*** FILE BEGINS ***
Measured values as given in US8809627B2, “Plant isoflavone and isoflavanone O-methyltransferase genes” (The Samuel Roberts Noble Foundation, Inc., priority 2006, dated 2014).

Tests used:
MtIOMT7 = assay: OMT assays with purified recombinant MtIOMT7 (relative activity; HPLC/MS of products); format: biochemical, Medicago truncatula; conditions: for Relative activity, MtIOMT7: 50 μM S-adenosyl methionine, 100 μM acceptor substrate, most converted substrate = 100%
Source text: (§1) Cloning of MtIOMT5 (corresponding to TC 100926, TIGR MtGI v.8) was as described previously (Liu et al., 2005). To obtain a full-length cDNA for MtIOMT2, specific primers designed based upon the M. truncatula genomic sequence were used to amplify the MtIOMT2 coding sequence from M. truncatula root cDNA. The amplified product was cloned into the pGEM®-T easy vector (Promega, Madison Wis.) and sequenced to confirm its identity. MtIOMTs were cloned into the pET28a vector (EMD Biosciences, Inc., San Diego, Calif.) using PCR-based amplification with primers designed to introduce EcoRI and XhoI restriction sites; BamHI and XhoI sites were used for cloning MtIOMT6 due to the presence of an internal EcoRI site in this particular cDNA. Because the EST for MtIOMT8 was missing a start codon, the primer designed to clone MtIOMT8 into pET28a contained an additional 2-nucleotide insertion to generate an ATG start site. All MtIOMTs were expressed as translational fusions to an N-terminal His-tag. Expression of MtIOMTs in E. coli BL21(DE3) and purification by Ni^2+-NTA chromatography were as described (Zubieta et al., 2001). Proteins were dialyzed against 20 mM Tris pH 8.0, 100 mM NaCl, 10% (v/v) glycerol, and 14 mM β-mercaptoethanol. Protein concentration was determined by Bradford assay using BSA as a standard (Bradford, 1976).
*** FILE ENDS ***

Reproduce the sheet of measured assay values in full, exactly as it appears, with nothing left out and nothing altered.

Measured values as given in US8809627B2, “Plant isoflavone and isoflavanone O-methyltransferase genes” (The Samuel Roberts Noble Foundation, Inc., priority 2006, dated 2014).

Tests used:
MtIOMT7 = assay: OMT assays with purified recombinant MtIOMT7 (relative activity; HPLC/MS of products); format: biochemical, Medicago truncatula; conditions: for Relative activity, MtIOMT7: 50 μM S-adenosyl methionine, 100 μM acceptor substrate, most converted substrate = 100%
Source text: (§1) Cloning of MtIOMT5 (corresponding to TC 100926, TIGR MtGI v.8) was as described previously (Liu et al., 2005). To obtain a full-length cDNA for MtIOMT2, specific primers designed based upon the M. truncatula genomic sequence were used to amplify the MtIOMT2 coding sequence from M. truncatula root cDNA. The amplified product was cloned into the pGEM®-T easy vector (Promega, Madison Wis.) and sequenced to confirm its identity. MtIOMTs were cloned into the pET28a vector (EMD Biosciences, Inc., San Diego, Calif.) using PCR-based amplification with primers designed to introduce EcoRI and XhoI restriction sites; BamHI and XhoI sites were used for cloning MtIOMT6 due to the presence of an internal EcoRI site in this particular cDNA. Because the EST for MtIOMT8 was missing a start codon, the primer designed to clone MtIOMT8 into pET28a contained an additional 2-nucleotide insertion to generate an ATG start site. All MtIOMTs were expressed as translational fusions to an N-terminal His-tag. Expression of MtIOMTs in E. coli BL21(DE3) and purification by Ni^2+-NTA chromatography were as described (Zubieta et al., 2001). Proteins were dialyzed against 20 mM Tris pH 8.0, 100 mM NaCl, 10% (v/v) glycerol, and 14 mM β-mercaptoethanol. Protein concentration was determined by Bradford assay using BSA as a standard (Bradford, 1976).